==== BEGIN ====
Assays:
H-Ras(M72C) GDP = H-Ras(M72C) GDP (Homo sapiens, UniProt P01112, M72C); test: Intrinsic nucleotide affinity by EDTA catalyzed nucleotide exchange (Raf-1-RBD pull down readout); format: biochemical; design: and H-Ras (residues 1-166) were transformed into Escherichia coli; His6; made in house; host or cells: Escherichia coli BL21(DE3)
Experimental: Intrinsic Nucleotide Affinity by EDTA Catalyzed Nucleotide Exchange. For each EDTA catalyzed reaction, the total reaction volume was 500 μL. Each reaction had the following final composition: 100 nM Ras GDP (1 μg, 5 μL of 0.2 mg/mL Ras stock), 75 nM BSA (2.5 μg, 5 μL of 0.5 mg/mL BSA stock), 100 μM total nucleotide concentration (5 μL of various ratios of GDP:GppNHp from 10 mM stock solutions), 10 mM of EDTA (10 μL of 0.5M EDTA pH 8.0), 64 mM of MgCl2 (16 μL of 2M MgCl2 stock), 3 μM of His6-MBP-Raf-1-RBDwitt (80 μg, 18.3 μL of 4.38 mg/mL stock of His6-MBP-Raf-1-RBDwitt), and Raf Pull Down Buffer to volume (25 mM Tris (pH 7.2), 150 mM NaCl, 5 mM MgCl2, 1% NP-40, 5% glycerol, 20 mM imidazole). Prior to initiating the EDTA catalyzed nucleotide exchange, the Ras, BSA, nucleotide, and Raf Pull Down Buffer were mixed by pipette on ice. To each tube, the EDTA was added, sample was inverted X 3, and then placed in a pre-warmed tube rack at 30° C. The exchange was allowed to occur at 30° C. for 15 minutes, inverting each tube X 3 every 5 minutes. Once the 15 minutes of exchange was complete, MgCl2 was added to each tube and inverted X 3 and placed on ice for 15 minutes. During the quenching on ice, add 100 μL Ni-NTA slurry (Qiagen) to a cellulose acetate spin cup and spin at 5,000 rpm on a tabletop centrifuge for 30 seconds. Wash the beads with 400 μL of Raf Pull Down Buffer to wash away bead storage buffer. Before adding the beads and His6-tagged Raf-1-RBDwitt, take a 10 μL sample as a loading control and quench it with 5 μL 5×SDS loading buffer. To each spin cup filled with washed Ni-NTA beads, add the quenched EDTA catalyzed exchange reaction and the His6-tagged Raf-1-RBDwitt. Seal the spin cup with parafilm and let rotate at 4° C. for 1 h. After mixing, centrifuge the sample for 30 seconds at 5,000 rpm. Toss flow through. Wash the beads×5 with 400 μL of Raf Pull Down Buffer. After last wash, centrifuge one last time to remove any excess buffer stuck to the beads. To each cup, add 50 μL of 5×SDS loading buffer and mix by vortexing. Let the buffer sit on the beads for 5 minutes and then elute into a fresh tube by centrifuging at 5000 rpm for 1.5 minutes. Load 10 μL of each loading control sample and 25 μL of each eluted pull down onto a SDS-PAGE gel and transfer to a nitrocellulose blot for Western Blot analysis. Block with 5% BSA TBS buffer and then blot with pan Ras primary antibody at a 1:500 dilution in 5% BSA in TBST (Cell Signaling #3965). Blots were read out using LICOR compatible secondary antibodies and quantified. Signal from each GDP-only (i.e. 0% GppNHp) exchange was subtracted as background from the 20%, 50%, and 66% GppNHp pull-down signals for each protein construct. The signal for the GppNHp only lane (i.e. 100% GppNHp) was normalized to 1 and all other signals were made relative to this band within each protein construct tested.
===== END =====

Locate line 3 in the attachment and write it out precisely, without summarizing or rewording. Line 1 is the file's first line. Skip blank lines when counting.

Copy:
Experimental: Intrinsic Nucleotide Affinity by EDTA Catalyzed Nucleotide Exchange. For each EDTA catalyzed reaction, the total reaction volume was 500 μL. Each reaction had the following final composition: 100 nM Ras GDP (1 μg, 5 μL of 0.2 mg/mL Ras stock), 75 nM BSA (2.5 μg, 5 μL of 0.5 mg/mL BSA stock), 100 μM total nucleotide concentration (5 μL of various ratios of GDP:GppNHp from 10 mM stock solutions), 10 mM of EDTA (10 μL of 0.5M EDTA pH 8.0), 64 mM of MgCl2 (16 μL of 2M MgCl2 stock), 3 μM of His6-MBP-Raf-1-RBDwitt (80 μg, 18.3 μL of 4.38 mg/mL stock of His6-MBP-Raf-1-RBDwitt), and Raf Pull Down Buffer to volume (25 mM Tris (pH 7.2), 150 mM NaCl, 5 mM MgCl2, 1% NP-40, 5% glycerol, 20 mM imidazole). Prior to initiating the EDTA catalyzed nucleotide exchange, the Ras, BSA, nucleotide, and Raf Pull Down Buffer were mixed by pipette on ice. To each tube, the EDTA was added, sample was inverted X 3, and then placed in a pre-warmed tube rack at 30° C. The exchange was allowed to occur at 30° C. for 15 minutes, inverting each tube X 3 every 5 minutes. Once the 15 minutes of exchange was complete, MgCl2 was added to each tube and inverted X 3 and placed on ice for 15 minutes. During the quenching on ice, add 100 μL Ni-NTA slurry (Qiagen) to a cellulose acetate spin cup and spin at 5,000 rpm on a tabletop centrifuge for 30 seconds. Wash the beads with 400 μL of Raf Pull Down Buffer to wash away bead storage buffer. Before adding the beads and His6-tagged Raf-1-RBDwitt, take a 10 μL sample as a loading control and quench it with 5 μL 5×SDS loading buffer. To each spin cup filled with washed Ni-NTA beads, add the quenched EDTA catalyzed exchange reaction and the His6-tagged Raf-1-RBDwitt. Seal the spin cup with parafilm and let rotate at 4° C. for 1 h. After mixing, centrifuge the sample for 30 seconds at 5,000 rpm. Toss flow through. Wash the beads×5 with 400 μL of Raf Pull Down Buffer. After last wash, centrifuge one last time to remove any excess buffer stuck to the beads. To each cup, add 50 μL of 5×SDS loading buffer and mix by vortexing. Let the buffer sit on the beads for 5 minutes and then elute into a fresh tube by centrifuging at 5000 rpm for 1.5 minutes. Load 10 μL of each loading control sample and 25 μL of each eluted pull down onto a SDS-PAGE gel and transfer to a nitrocellulose blot for Western Blot analysis. Block with 5% BSA TBS buffer and then blot with pan Ras primary antibody at a 1:500 dilution in 5% BSA in TBST (Cell Signaling #3965). Blots were read out using LICOR compatible secondary antibodies and quantified. Signal from each GDP-only (i.e. 0% GppNHp) exchange was subtracted as background from the 20%, 50%, and 66% GppNHp pull-down signals for each protein construct. The signal for the GppNHp only lane (i.e. 100% GppNHp) was normalized to 1 and all other signals were made relative to this band within each protein construct tested.